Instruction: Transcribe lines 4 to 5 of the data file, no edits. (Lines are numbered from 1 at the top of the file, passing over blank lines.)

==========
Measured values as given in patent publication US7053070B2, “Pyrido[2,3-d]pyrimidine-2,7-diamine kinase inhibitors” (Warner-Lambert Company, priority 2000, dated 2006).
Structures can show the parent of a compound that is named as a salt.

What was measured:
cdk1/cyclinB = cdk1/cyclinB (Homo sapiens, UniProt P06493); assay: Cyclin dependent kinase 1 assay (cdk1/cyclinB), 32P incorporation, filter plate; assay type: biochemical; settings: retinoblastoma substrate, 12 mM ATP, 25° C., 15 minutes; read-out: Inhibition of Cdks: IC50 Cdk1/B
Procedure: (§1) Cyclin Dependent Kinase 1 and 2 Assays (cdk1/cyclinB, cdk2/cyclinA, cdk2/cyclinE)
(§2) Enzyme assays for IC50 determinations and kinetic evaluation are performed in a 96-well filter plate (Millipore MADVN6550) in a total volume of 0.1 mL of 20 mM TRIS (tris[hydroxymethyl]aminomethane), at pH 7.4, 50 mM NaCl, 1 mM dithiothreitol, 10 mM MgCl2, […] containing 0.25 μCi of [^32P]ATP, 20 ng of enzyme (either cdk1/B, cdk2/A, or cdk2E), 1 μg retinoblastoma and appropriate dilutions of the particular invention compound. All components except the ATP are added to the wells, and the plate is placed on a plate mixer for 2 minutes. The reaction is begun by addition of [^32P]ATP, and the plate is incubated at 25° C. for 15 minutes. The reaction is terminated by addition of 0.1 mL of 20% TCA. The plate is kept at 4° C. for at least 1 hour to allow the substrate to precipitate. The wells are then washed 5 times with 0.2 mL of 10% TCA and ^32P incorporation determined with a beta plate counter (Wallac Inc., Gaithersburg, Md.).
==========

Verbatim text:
cdk1/cyclinB = cdk1/cyclinB (Homo sapiens, UniProt P06493); assay: Cyclin dependent kinase 1 assay (cdk1/cyclinB), 32P incorporation, filter plate; assay type: biochemical; settings: retinoblastoma substrate, 12 mM ATP, 25° C., 15 minutes; read-out: Inhibition of Cdks: IC50 Cdk1/B
Procedure: (§1) Cyclin Dependent Kinase 1 and 2 Assays (cdk1/cyclinB, cdk2/cyclinA, cdk2/cyclinE)